Local metabolites (vasodilatory) - CO2, adenosine, NO
What type of factors determine autoregulation of the brain? Give an example.
Local metabolites (vasodilatory) - CO2 (pH)
What determines autoregulation of the kidney?
Myogenic and tubuloglomerular feedback
What determines autoregulation of the lungs?
Hypoxia causes vasoconstriction
What type of factors determine autoregulation of the skeletal muscle? Give 5 examples of such factors.
Local metabolites - lactate, adenosine, K+, H+, CO2
What is the most important factor determining autoregulation of skin? What exactly does it control?
Sympathetic stimulation most important mechanism - temperature control
What is the function of Starling forces? What are 4 types of Starling forces and the purpose of each?
Starling forces determine fluid movement through capillary membranes: (1) Pc = capillary pressure - pushes fluid out of capillary (2) Pi = interstitial fluid pressure - pushes fluid into capillary (3) pi c = plasma colloid osmotic pressure - pulls fluid into capillary (4) pi i - interstitial fluid colloid osmotic pressure - pulls fluid out of capillary
What is the equation for net filtration pressure?
Net filtration pressure = P net = [(Pc - Pi) - (pi c - pi i)]
What makes the pulmonary vasculature unique? How does this differ from other organs?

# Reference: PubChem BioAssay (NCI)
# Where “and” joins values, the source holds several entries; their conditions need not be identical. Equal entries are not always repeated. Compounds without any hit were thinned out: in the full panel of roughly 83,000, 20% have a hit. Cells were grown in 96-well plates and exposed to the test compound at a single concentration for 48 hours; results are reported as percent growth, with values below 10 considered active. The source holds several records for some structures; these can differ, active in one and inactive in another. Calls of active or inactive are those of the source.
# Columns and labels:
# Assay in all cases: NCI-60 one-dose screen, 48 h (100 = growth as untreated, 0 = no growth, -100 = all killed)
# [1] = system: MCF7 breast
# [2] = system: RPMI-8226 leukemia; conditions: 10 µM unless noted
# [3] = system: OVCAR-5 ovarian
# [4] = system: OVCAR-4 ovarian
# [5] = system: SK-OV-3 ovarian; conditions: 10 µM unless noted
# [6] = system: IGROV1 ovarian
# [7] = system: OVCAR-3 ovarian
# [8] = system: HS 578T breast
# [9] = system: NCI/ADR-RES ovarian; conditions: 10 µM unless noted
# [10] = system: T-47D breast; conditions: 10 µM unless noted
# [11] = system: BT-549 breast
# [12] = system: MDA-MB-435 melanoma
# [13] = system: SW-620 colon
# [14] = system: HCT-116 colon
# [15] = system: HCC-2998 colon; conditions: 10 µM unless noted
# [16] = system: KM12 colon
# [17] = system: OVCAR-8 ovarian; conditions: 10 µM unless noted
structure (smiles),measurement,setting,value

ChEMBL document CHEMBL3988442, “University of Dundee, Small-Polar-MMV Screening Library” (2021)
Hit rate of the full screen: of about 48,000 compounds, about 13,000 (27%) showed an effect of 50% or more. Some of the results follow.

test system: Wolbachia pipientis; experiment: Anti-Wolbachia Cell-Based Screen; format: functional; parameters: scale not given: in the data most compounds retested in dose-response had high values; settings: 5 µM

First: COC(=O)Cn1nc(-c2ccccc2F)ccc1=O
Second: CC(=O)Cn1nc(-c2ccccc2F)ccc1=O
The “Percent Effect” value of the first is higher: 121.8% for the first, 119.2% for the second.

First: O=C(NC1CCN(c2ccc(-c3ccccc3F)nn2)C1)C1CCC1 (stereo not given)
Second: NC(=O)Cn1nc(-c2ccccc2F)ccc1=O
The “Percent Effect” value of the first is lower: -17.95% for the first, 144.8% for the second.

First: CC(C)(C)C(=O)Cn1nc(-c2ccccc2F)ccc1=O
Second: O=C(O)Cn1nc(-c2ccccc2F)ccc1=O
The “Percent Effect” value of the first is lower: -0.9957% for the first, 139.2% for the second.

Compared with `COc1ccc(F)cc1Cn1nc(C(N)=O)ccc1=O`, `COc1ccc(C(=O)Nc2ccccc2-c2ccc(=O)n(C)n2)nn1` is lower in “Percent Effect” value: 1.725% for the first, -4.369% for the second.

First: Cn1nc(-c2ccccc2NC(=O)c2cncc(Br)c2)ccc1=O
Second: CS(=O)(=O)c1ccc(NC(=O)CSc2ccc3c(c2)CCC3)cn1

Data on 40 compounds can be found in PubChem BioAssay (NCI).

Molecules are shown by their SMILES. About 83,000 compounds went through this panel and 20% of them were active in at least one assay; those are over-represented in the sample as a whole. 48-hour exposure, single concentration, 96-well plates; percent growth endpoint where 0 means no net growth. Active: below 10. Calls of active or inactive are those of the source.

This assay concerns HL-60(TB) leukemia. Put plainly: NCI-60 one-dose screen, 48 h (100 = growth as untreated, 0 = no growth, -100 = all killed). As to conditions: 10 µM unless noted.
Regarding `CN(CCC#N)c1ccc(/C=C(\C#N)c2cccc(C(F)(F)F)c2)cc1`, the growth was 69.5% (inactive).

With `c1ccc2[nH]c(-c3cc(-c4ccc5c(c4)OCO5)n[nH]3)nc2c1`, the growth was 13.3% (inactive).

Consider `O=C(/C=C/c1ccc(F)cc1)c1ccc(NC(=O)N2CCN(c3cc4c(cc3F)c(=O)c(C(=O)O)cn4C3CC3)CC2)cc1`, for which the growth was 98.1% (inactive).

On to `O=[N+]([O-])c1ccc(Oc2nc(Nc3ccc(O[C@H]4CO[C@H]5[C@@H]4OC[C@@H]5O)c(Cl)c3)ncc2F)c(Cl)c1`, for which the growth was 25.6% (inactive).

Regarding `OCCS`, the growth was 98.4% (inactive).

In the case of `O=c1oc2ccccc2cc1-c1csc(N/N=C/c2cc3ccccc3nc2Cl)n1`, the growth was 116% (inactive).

Note: The pulmonary vasculature is unique in that hypoxia causes vasoconstriction so that only well-ventilated areas are perfused. In other organs, hypoxia causes vasodilation.
What is Kf? What property does it effect?
Kf = filtration constant (capillary permeability)
What is Jv? What equation defines it?
Jv = net fluid flow = (Kf)(P net)
What is edema? What are 4 common causes of it (as it relates to capillary fluid exchange)?
Edema - excess fluid outflow into interstitium commonly caused by: (1) High capillary pressure (increased Pc; heart failure) (2) Low plasma proteins (decreased pi c; nephrotic syndrome, liver failure) (3) High capillary permeability (high Kf; toxins, infections, burns) (4) High interstitial fluid colloid osmotic pressure (high pi i; lymphatic blockage)
Give an example of a condition that involves edema due to high capillary pressure.
High capillary pressure (increased Pc; heart failure)
Give 2 examples of conditions that involve edema due to low plasma proteins.
Low plasma proteins (decreased pi c; nephrotic syndrome, liver failure)
Give 3 examples of conditions that involve edema due to high capillary permeability.
High capillary permeability (high Kf; toxins, infections, burns)